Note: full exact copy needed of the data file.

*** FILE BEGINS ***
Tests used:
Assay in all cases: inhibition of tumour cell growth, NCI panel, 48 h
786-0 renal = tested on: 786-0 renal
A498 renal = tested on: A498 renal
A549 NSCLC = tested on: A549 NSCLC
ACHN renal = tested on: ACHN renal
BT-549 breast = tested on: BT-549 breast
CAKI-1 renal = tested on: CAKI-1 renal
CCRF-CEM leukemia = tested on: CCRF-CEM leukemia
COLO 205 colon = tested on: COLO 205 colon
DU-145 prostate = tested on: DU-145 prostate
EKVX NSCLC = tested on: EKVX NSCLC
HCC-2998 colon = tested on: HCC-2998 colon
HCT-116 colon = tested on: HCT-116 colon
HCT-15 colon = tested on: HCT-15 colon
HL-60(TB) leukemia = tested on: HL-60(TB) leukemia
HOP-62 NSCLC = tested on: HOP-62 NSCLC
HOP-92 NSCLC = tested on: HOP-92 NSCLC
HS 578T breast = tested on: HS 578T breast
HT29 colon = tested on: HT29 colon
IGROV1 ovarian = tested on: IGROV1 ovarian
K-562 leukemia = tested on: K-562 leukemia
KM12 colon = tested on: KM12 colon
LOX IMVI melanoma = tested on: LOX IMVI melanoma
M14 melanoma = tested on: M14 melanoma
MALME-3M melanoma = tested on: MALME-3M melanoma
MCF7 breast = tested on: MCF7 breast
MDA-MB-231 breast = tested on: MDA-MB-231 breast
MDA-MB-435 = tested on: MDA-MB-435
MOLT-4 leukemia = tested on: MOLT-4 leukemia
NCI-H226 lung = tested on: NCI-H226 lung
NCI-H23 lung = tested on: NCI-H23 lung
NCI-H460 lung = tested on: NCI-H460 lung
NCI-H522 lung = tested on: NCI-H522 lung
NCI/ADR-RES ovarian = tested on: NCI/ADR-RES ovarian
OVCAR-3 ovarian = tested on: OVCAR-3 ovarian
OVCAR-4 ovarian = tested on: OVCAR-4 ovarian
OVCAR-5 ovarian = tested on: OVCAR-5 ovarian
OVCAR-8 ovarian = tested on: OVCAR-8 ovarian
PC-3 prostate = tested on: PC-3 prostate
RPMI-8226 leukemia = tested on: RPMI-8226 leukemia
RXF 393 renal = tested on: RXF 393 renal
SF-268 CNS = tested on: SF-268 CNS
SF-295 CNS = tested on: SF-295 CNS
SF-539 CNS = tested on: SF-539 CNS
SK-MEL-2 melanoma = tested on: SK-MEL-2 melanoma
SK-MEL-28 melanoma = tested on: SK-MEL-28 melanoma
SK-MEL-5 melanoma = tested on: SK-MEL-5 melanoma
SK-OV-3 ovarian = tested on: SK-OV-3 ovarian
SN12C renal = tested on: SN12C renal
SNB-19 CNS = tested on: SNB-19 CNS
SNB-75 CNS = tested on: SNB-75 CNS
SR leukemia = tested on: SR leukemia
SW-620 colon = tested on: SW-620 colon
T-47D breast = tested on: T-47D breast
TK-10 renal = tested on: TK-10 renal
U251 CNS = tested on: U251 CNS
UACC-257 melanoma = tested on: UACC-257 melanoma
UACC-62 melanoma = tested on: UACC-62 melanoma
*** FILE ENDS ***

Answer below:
Tests used:
Assay in all cases: inhibition of tumour cell growth, NCI panel, 48 h
786-0 renal = tested on: 786-0 renal
A498 renal = tested on: A498 renal
A549 NSCLC = tested on: A549 NSCLC
ACHN renal = tested on: ACHN renal
BT-549 breast = tested on: BT-549 breast
CAKI-1 renal = tested on: CAKI-1 renal
CCRF-CEM leukemia = tested on: CCRF-CEM leukemia
COLO 205 colon = tested on: COLO 205 colon
DU-145 prostate = tested on: DU-145 prostate
EKVX NSCLC = tested on: EKVX NSCLC
HCC-2998 colon = tested on: HCC-2998 colon
HCT-116 colon = tested on: HCT-116 colon
HCT-15 colon = tested on: HCT-15 colon
HL-60(TB) leukemia = tested on: HL-60(TB) leukemia
HOP-62 NSCLC = tested on: HOP-62 NSCLC
HOP-92 NSCLC = tested on: HOP-92 NSCLC
HS 578T breast = tested on: HS 578T breast
HT29 colon = tested on: HT29 colon
IGROV1 ovarian = tested on: IGROV1 ovarian
K-562 leukemia = tested on: K-562 leukemia
KM12 colon = tested on: KM12 colon
LOX IMVI melanoma = tested on: LOX IMVI melanoma
M14 melanoma = tested on: M14 melanoma
MALME-3M melanoma = tested on: MALME-3M melanoma
MCF7 breast = tested on: MCF7 breast
MDA-MB-231 breast = tested on: MDA-MB-231 breast
MDA-MB-435 = tested on: MDA-MB-435
MOLT-4 leukemia = tested on: MOLT-4 leukemia
NCI-H226 lung = tested on: NCI-H226 lung
NCI-H23 lung = tested on: NCI-H23 lung
NCI-H460 lung = tested on: NCI-H460 lung
NCI-H522 lung = tested on: NCI-H522 lung
NCI/ADR-RES ovarian = tested on: NCI/ADR-RES ovarian
OVCAR-3 ovarian = tested on: OVCAR-3 ovarian
OVCAR-4 ovarian = tested on: OVCAR-4 ovarian
OVCAR-5 ovarian = tested on: OVCAR-5 ovarian
OVCAR-8 ovarian = tested on: OVCAR-8 ovarian
PC-3 prostate = tested on: PC-3 prostate
RPMI-8226 leukemia = tested on: RPMI-8226 leukemia
RXF 393 renal = tested on: RXF 393 renal
SF-268 CNS = tested on: SF-268 CNS
SF-295 CNS = tested on: SF-295 CNS
SF-539 CNS = tested on: SF-539 CNS
SK-MEL-2 melanoma = tested on: SK-MEL-2 melanoma
SK-MEL-28 melanoma = tested on: SK-MEL-28 melanoma
SK-MEL-5 melanoma = tested on: SK-MEL-5 melanoma
SK-OV-3 ovarian = tested on: SK-OV-3 ovarian
SN12C renal = tested on: SN12C renal
SNB-19 CNS = tested on: SNB-19 CNS
SNB-75 CNS = tested on: SNB-75 CNS
SR leukemia = tested on: SR leukemia
SW-620 colon = tested on: SW-620 colon
T-47D breast = tested on: T-47D breast
TK-10 renal = tested on: TK-10 renal
U251 CNS = tested on: U251 CNS
UACC-257 melanoma = tested on: UACC-257 melanoma
UACC-62 melanoma = tested on: UACC-62 melanoma